To understand the effects of caffeine, we need a firm grasp on some simple pharmacology. Most drugs have a dose-dependent effect–an effect which varies based on how much of it is consumed. Pharmacologists control for body size by expressing dosage in mg/kg: milligrams of a drug consumed per kilogram of body weight. So, a child who weighs 40 kg (about 90 pounds) only needs half the dose given to an 80 kg man to achieve the same effect. In the real world, however, drugs come in absolute amounts, so we need to do a bit of math to get meaningful results. If we have a hypothetical runner who weighs 60 kg (132 lbs, a bit less than I weight) who consumes 400 mg of ibuprofen (Advil) for a headache, he has taken a dose of 6.67 mg/kg.
We’ll be using much of the same math for caffeine. For reference, here is the absolute amount of caffeine in various sources, natural and artificial:
One cup (6 fl. oz.) green tea: 30 mg
One cup (6 fl. oz.) black tea: 50 mg
One cup (7 fl. oz.) drip coffee: 115-175 mg (~145 average)
One shot (2 fl. oz.) espresso: 100 mg
One bar (1.5 oz) dark chocolate: 31 mg
One can (12 oz) Coco-Cola: 34 mg
One can (12 oz) Mountain Dew: 54 mg
One tablet, No Doz maximum strength: 200 mg
Once inside the body, caffeine is distributed out into the various tissues and fluids of your body. However, only the portion of the drug that is in your bloodstream will have the intended effect. The ibuprofen milling around in the gall bladder won’t help our runner’s headache very much. Pharmacologists use a term called the volume of distribution to calculate what dosage of a drug will produce the desired blood plasma concentration. The volume of distribution is termed VD and is expressed in terms of liters per kilogram of body weight. In short, it relates the amount of drug in the body to the concentration of the drug in the blood plasma.
The two are related as follows:
VD = (Amount of drug in body) / (plasma concentration of blood) ÷ body weight
So, for our 60 kg runner who takes 400 mg ibuprofen, we might take a blood sample after 45 minutes, once the drug has been completely absorbed. Let’s say that the blood sample shows a plasma concentration of 48 milligrams of ibuprofen per liter of blood (mg/L). Running some numbers, the volume of distribution turns out to be:
VD = (400 mg) / (48 mg/L) ÷60 kg
= 0.14 L/kg
Now that we know the volume of concentration, we can use it to calculate how much of a specific drug (in this case, ibuprofen) we need to administer to achieve a desired plasma concentration. So for a 100 kg shot putter, if we want the same blood concentration, we can easily calculate it using VD.
Finally, most drugs are eliminated from the body in an exponentially-decaying fashion. Hence, they have an elimination half-life. This is the amount of time it takes for the concentration of the drug to drop by 50%. So taking our 60 kg runner who has consumed 400 mg ibuprofen (dose of 6.67 mg/kg), we can calculate the drop in the effective dosage over time given that ibuprofen has a half-life of about 2 hours. So two hours after the peak in ibuprofen levels in the body, the effective dose is halved to 3.33 mg/kg. After another two hours, it is halved again to 1.66 mg/kg. This continues until the drug is below detectable limits.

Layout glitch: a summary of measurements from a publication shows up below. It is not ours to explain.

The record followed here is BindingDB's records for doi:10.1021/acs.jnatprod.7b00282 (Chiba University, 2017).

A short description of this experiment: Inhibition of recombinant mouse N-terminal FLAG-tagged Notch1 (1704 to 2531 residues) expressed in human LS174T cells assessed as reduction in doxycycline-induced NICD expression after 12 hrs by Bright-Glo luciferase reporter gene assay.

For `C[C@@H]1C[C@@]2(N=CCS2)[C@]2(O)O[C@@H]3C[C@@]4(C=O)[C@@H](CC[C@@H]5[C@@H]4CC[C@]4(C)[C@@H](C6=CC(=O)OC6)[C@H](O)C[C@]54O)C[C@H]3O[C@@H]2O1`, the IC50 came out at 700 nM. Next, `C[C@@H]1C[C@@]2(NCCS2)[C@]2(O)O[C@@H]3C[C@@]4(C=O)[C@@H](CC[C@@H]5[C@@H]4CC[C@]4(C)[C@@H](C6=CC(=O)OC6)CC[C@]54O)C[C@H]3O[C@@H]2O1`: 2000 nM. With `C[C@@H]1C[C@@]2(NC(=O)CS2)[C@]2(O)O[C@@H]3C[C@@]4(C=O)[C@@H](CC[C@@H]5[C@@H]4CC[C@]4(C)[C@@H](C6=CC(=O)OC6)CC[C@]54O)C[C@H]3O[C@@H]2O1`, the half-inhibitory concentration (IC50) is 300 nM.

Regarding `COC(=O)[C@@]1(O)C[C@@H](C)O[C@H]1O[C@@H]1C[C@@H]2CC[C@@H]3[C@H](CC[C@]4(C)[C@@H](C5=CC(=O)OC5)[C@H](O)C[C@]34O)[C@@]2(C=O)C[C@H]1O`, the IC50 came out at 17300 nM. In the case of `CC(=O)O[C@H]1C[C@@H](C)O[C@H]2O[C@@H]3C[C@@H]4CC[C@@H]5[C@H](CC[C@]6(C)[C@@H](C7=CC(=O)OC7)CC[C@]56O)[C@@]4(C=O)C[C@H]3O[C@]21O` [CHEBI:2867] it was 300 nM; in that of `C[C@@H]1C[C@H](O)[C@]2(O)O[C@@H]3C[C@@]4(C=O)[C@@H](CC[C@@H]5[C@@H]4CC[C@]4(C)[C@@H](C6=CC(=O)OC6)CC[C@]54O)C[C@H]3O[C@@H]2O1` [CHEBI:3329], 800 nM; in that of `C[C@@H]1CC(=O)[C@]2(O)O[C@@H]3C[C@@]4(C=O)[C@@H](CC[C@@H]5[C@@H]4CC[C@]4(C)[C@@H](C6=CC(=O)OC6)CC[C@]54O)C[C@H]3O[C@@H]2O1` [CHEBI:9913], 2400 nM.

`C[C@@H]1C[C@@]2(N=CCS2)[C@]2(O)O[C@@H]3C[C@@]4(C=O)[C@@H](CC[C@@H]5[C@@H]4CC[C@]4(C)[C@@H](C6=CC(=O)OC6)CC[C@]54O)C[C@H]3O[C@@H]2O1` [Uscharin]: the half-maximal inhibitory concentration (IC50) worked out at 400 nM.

The research reviewed by Ruxton and Dohert & Smith uses dosages from 3-9 mg/kg of caffeine, almost always administered 60 minutes before the exercise test. 3-6 mg/kg is a “moderate” dosage, 9 mg/kg is a “high” dose. Most studies used 5-7 mg/kg. For our hypothetical 60 kg runner, let’s run some math:
3 mg/kg = 180 mg caffeine = 3.6 cups of black tea, 1.25 cups of drip coffee, 1.8 shots of espresso, or 0.87 No Doz tablets.
6 mg/kg = 360 mg caffeine = 7.2 cups of black tea, 2.5 cups of coffee, 3.6 shots of espresso, or 1.8 No Doz tablets
9 mg/kg = 540 mg caffeine = 10.8 cups of black tea, 3.75 cups of coffee, 5.4 shots of espresso, or 2.7 No Doz tablets
Reviewing this, it’s easy to see that many people could easily find themselves with a “moderate” dose of caffeine without even realizing it. Overfilling your morning coffee cup by a bit will give our 60 kg runner a research-caliber caffeine dosage. Achieving a “high” dosage of caffeine, however, requires a more determined effort for most people, excluding habitual coffee drinkers, to whom 4 cups of coffee is no big deal.
But higher doses don’t seem to be necessary to achieve a boost in performance. In a 2008 review, Louise M. Burke states, “Several studies suggest there is no dose-response relationship between caffeine intake and benefits to endurance exercise or, if a dose-response exists, there is a plateau at ~3 mg/kg.” Translation: doses above 3 mg/kg do not seem to confer an additional benefit. The main mechanism by which caffeine stimulates increased performance in shorter events seems to be by stimulating the central nervous system. Once the CNS is “primed,” it seems that more caffeine doesn’t have an additional effect on performance.